Keeping Life Interesting

Medieval Knight Child

Have you ever played a game in god mode?

 

Typically god mode turns all the cheats on in a game. You can do anything, go anywhere, be invincible. Suddenly without any effort at all, you can have all the coolest armor, all the best weapons. The boss battles that you would have struggled with, playing over and over again, are over in seconds. Things you’d have to spend hours doing during normal game play, are immediate, or you can even just bypass them.

 

You won’t have to trudge through the dessert to find the 7 lost ancient baubles, so you can make the omega key and open the chest of lost knowledge. It’s all handed to you at the click of a mouse.

 

I have turned on good mode in a few games and the results are often disappointing at best. Oh sure it’s interesting for the first few minutes. You can explore the places too dangerous for you to visit before. Wander the forest where everything would have killed you, knowing nothing can stop you now. But all too quickly, as you start to analyze what you’re doing, you realize, everything that had value previously, does not anymore.

 

The entire economy of the game has collapsed. Everything that meant something before, is meaningless. You don’t have to worry about getting the armor of great brilliance, because you can’t die. You don’t need a sword of insane awesomeness, because your hands are lethal weapons. You don’t need to defeat the boss of Swampy Evil, because you can just walk past her.

 

Now consider your own journey here as a human being. I think this is the reason the universe has seen fit to blank our memory upon arrival. When we arrive on this planet, for our human experience, we are given a clean slate. If we remembered everything about why we came here and where we came from and what was to happen, the game would appear rigged. There would be no incentive to proceed. There would be no interest. The adventure would be over before it began.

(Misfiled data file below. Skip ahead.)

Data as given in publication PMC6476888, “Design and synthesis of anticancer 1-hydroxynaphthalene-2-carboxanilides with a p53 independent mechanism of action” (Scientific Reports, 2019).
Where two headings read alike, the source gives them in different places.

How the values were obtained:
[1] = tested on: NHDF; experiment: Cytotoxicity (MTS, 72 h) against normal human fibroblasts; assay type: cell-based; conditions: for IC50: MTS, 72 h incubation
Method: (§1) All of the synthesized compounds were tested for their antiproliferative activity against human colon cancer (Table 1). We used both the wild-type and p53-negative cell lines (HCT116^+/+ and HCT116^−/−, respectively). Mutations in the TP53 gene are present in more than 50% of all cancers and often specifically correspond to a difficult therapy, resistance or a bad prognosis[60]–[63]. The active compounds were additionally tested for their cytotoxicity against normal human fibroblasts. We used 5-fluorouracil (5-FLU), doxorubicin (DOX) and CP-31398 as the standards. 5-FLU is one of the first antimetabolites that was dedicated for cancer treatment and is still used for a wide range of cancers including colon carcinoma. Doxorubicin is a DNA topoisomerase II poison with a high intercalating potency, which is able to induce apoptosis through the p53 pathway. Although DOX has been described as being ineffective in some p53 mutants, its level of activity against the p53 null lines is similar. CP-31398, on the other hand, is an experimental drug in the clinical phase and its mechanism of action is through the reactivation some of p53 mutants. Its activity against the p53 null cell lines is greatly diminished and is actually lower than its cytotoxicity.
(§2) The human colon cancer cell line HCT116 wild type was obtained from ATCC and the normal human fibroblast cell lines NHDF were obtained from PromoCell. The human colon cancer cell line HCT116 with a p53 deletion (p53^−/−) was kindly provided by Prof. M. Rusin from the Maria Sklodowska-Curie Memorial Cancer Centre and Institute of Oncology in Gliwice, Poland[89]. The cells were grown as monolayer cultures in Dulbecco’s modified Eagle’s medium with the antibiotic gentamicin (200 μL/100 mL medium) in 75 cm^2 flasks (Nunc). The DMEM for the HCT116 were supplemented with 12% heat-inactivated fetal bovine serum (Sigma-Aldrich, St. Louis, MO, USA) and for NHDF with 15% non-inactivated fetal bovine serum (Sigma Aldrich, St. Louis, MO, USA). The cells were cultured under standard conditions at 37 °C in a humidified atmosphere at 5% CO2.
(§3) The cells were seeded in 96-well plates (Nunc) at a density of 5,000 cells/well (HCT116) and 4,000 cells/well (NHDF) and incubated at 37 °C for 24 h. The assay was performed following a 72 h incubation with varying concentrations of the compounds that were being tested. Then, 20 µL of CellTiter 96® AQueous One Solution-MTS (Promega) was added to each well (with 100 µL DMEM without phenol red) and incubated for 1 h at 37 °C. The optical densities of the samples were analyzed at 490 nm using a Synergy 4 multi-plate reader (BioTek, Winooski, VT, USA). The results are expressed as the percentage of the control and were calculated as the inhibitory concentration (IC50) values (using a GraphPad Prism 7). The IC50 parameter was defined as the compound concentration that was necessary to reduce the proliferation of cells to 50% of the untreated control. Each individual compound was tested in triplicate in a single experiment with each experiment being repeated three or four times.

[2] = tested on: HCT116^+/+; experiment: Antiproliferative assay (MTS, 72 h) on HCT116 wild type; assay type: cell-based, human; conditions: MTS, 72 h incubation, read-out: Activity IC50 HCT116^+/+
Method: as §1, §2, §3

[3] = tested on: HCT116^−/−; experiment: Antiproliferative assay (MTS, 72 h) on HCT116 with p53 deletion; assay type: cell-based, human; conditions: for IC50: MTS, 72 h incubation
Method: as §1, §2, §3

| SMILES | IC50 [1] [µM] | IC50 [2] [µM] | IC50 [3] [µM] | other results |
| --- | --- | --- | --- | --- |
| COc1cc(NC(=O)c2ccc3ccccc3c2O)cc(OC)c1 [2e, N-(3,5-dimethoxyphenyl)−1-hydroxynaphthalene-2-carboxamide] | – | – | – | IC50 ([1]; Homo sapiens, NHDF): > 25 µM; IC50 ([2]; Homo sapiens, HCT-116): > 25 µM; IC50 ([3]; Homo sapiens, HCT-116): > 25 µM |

Without the illusion generated by complete amnesia there would be no perception of risk.

 

The stakes are high in this life.

We are here with the idea that this is all there is and that everything is riding on this life.

But if we had absolute certainty that this was only an elaborate illusion put together for our amusement and education we wouldn’t be invested.

The total amnesia that accompanies the arrival here into our humanity is crucial to keep life interesting.

 

If the challenge is gone. The risk is gone.

Life just becomes a tedious exercise of moving pixels around on a computer screen. The mental investment is lost and you are left with complex animation with no purpose.

 

On the other hand. If the game is complex enough, having higher knowledge can simply change the game. Alter your perceived values.

 

There are several ways to look at god mode functionality. Depending on the complexity of the game instead of breaking the game, it initiates a subtle shift in the game. Everything that mattered in the game doesn’t any more. Your perspective has shifted and you no longer value what used to have value. Instead you find a new economy in the game. You battle for higher stakes.

Maybe previously you were fighting for your own survival.

Now you are trying to save the native people from the onslaught of giant tree grubs.

 

If a game is complex enough and interesting enough you can actually find a higher level game, a meta game if you will, within the game. Suddenly your powers are required to pursue a higher purpose. You have gone from the victim to the maker. You have changed from a boat on the unforgiving river, to a mountain around which the river must alter its coarse.

 

When we do capture glimpses of the higher reality that brought us here it informs our values regarding the real economy.

It fractures that illusion that we must have the iphone of awesomeness and shifts our values to the higher economy.

What if we already entered the cheat code, and we’re playing in god mode, but we forgot?

 

Namaste,

Kevin

Medieval Knight Child

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